This is partly linked to music and modern cultural movements. I guess growing up in the 70´s and 80´s and then surviving the 90´s rave scene I experienced a lot of different music movements with all their idiosyncrasies, dress codes and comaradery. I was an avid fan of the rare soul and rockabilly scenes and I shared the passion and obsessions for the music, dance, drugs and dressing up. I realised that as we get older many of us are still deeply connected to these experiences and they form so much of who we become. Basically its tribalism at its heart and many of us still feel that connection decades later. Urban tribes is the idea that all of us belong to one modern tribe or another, and we connect to that tribe through our beliefs, politics, music and fashion.
We at Lore are passionate about the stories surrounding traditional jewellery making techniques that have passed down through generations. How did you connect with the artisans that create your beautiful pieces and what techniques do they use? How do you source the materials?
I had been travelling south and central America for a number of years, visiting anthropological museums and villages where I had heard there would be some traditional crafts being made. Each village often specialising on a particular style or skill set, whether it be pottery, embroidery or basket weaving. My idea was to create a small trade network that would aid local communities and showcase their traditional artisan craftsmanship’s to a modern first world audience and help promote often forgotten, sustainable crafts. Eventually I discovered a small cooperative workshop in the beautiful highlands of Guatemala creating fine quality glass beadwork, and this is where the Azuni story really began. Working closely with a small team of all female artisans I focused on using the many beadwork techniques they employed to create new and sophisticated designs in modern colour palettes. I launched my first collection 2 years later at Premiere Classe in Paris in 1996. Glass seed beads are sourced form Japan's oldest bead makers to ensure quality and precision.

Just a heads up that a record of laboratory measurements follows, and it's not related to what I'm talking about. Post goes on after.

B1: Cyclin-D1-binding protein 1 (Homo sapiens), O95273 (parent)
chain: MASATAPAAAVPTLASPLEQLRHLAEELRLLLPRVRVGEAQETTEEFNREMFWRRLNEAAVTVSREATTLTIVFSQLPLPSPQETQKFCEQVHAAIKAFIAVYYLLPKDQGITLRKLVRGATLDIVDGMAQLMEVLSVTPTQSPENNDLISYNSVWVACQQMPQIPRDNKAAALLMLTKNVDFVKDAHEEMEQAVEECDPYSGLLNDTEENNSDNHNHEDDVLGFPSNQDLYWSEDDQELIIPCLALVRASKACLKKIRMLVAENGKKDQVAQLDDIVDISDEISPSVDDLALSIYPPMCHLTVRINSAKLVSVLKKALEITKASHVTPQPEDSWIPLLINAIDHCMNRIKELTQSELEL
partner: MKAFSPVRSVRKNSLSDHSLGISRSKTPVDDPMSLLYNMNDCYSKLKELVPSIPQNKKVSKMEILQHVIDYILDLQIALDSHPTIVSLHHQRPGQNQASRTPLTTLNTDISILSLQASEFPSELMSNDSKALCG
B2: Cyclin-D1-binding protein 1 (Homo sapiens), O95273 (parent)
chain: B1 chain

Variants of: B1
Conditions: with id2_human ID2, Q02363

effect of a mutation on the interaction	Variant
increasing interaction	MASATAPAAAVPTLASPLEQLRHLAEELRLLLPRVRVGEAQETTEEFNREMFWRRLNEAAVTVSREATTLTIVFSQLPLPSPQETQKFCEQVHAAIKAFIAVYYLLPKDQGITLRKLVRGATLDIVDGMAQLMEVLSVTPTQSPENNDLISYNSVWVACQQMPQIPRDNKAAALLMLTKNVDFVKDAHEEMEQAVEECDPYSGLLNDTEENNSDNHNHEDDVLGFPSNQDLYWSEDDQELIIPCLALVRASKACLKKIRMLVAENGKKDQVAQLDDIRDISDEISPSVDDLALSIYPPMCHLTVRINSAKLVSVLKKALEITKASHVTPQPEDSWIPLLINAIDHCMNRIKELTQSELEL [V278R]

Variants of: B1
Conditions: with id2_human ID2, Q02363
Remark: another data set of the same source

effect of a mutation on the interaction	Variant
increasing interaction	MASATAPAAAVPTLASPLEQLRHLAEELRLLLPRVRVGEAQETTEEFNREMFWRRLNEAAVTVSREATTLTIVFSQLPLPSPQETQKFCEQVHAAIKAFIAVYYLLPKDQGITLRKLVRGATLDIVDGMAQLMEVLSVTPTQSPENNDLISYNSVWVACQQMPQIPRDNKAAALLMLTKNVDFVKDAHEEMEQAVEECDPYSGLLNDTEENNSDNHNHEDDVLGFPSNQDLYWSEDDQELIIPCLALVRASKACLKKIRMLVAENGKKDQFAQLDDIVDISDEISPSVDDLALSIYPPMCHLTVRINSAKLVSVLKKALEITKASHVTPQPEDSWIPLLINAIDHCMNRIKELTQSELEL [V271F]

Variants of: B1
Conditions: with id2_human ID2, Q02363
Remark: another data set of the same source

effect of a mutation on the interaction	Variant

Why is it so important to Azuni to preserve traditional craft making techniques?
Unlike modern consumer products that have been computer designed and mass produced, artisan craftmanship offers us a connection to a real world where human ingenuity, imagination and skills are honed and passed down over 1000´s of years. Endless trial and error to perfect what were often practical objects used in ever day life elevated to timeless functional beauty. These crafts represent our cultural heritage and identities and are part of our spiritual DNA. Crafts are often less impactful on our environment and represent a more conscious way of living that has never been as important as it is today in our throw away, polluting society.
By working with artisans we focus on shared skills, community and an appreciation of materials and time spent. Traditional artisans engage us to cherish and admire them and therefore take care of them. Once lost these skills will never return.